When implemented in software, the functions based on the systems, devices and methods described herein may be embodied in a computer readable medium, such as RAM, ROM, NVRAM, EEPROM, FLASH memory, magnetic data storage medium, optical data storage medium, Lt; / RTI > The instructions may be executed by one or more processors to support one or more aspects of the functionality described herein.

The treatment system 10 may also be used to perform one or more treatment actions (e.g., in connection with the patient 13) or to generate one or more treatment responses. That is, for example, in one or more embodiments, the treatment system 10 may include a non-invasive treatment (e.g., a nontherapeutic treatment such as a thermal treatment and / or a mechanical treatment) ). For example, heat and nonthermal treatments can be applied to tube structures (e.g., to reduce plaque growth by treating the base of plaque on the tube wall with heat). Also, for example, treatment can be applied to one or more nerves of the patient's nervous system (e.g., nerve palsy of at least a portion of one or more of the nerves within the kidney region, etc.). Also, treatment of, for example, a tumor or cancerous tissue can be performed (e.g., tissue ablation or damage formation using a high intensity focusing ultrasound beam). In addition, the treatment may be applied to cardiac tissue (e. G., Cardiac resection), may be used for dosing (e. G., Activation of drugs provided in tissue), may be used to treat uterine fibroids, (E.g., kidney nerve paralysis), in other vascular applications (e.g., thrombolysis, varicose veins, etc.), or the like.

In one or more embodiments, the treatment system 10 performs one or more treatments as described, for example, in PCT International Publication No. WO2009 / 002492, entitled "Image Guided Plaque Ablation," published Dec. 31, , The disclosure of which is incorporated herein by reference. For example, the ultrasound therapy described herein can be used to non-invasively reduce tubal plaque. For example, the ultrasound therapy described herein may be delivered to non-invasively perform resection of the plaque as described in PCT International Publication No. WO2009 / 002492.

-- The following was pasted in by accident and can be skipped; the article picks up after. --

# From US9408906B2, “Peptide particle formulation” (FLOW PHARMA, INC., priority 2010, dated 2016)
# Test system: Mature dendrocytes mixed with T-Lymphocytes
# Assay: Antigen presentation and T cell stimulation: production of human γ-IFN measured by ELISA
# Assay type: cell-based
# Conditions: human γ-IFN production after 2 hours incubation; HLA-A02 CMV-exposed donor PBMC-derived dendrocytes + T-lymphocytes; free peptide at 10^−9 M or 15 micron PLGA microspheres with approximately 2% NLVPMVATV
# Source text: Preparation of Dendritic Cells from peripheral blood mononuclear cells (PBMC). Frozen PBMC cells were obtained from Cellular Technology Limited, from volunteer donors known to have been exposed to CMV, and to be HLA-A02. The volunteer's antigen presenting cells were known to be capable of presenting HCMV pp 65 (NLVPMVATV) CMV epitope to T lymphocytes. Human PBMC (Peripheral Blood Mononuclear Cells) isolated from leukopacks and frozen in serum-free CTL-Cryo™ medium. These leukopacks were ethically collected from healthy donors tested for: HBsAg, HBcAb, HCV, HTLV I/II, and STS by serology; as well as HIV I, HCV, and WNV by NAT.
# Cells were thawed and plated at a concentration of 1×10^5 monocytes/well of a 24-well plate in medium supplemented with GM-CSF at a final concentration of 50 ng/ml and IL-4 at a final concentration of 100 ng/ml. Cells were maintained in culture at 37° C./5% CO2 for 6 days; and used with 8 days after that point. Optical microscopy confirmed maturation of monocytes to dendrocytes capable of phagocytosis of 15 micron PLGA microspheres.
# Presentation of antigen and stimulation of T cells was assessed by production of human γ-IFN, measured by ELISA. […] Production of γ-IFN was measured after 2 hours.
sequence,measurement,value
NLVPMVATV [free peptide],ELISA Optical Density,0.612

For example, the treatment system 10 may generate a high intensity focusing beam (e.g., a plurality of sequential treatment bursts) to non-invasively raise the temperature of the tissue by ultrasound, , To be used to define a subsequent burst to be applied), using control image data generated during and / or after the delivery of the treatment burst. For example, the system may include at least one ultrasonic transmission device (e.g., an array of dual mode ultrasonic transducer elements 22) adapted to transmit ultrasound to a target tissue focus point; A temperature monitoring capability for monitoring the temperature of the target tissue at the focus point (e.g., control image data comprising thermal image data generated after delivery of treatment bursts for use in defining the next treatment burst); And control and refocusing the energy wave using control image data to control and control an ultrasonic wave propagation device for delivering ultrasonic energy waves at the focus point to raise the temperature of the target tissue to a desired temperature (E.g., guidance).

Also, for example, the treatment system may be configured to perform one or more imaging modes as described herein (e.g., as described in " Vascular Characterization Using Ultrasound Imaging ", which is incorporated herein by reference in its entirety, For example, M2D imaging mode as described in U. S. Provisional Application Serial No. 61 / 475,550, filed on March 14, 2004, which is incorporated herein by reference in its entirety), thereby generating image data of at least a portion of, for example, The position of the tube plaque can be determined and the position of the base of the tube plaque can be confirmed.